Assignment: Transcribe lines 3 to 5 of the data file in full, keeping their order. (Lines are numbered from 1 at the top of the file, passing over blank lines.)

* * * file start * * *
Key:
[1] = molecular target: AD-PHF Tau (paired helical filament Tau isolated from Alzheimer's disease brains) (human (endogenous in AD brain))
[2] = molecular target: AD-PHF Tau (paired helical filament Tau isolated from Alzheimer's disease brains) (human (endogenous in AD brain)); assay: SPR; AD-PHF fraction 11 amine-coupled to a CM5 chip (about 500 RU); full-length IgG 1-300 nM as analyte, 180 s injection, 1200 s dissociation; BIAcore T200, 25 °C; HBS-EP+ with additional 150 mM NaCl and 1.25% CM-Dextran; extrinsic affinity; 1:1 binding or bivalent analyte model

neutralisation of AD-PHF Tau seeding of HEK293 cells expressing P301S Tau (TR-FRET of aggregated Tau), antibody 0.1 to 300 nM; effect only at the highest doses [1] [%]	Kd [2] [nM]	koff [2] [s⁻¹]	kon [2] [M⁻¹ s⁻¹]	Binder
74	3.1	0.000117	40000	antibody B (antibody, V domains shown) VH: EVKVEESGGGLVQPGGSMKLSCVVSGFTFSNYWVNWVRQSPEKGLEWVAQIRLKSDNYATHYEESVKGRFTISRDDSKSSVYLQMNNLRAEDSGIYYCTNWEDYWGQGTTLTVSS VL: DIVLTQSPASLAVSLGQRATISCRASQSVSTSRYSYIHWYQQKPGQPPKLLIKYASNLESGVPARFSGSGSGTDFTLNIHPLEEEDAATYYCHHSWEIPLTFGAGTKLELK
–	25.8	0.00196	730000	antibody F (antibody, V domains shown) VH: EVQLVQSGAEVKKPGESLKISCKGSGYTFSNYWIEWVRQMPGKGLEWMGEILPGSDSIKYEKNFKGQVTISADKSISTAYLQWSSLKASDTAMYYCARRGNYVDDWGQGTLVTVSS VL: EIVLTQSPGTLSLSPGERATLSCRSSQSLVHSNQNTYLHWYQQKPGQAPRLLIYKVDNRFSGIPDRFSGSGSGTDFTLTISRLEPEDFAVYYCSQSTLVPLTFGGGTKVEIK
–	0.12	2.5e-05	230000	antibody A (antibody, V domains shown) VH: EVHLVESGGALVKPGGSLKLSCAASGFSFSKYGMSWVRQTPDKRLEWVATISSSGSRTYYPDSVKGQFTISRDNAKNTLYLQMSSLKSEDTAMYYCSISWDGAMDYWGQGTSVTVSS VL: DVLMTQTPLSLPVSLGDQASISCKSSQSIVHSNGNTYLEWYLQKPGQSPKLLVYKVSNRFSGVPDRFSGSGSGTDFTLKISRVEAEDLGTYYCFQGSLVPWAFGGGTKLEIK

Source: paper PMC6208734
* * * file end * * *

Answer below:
[2] = molecular target: AD-PHF Tau (paired helical filament Tau isolated from Alzheimer's disease brains) (human (endogenous in AD brain)); assay: SPR; AD-PHF fraction 11 amine-coupled to a CM5 chip (about 500 RU); full-length IgG 1-300 nM as analyte, 180 s injection, 1200 s dissociation; BIAcore T200, 25 °C; HBS-EP+ with additional 150 mM NaCl and 1.25% CM-Dextran; extrinsic affinity; 1:1 binding or bivalent analyte model

neutralisation of AD-PHF Tau seeding of HEK293 cells expressing P301S Tau (TR-FRET of aggregated Tau), antibody 0.1 to 300 nM; effect only at the highest doses [1] [%]	Kd [2] [nM]	koff [2] [s⁻¹]	kon [2] [M⁻¹ s⁻¹]	Binder
74	3.1	0.000117	40000	antibody B (antibody, V domains shown) VH: EVKVEESGGGLVQPGGSMKLSCVVSGFTFSNYWVNWVRQSPEKGLEWVAQIRLKSDNYATHYEESVKGRFTISRDDSKSSVYLQMNNLRAEDSGIYYCTNWEDYWGQGTTLTVSS VL: DIVLTQSPASLAVSLGQRATISCRASQSVSTSRYSYIHWYQQKPGQPPKLLIKYASNLESGVPARFSGSGSGTDFTLNIHPLEEEDAATYYCHHSWEIPLTFGAGTKLELK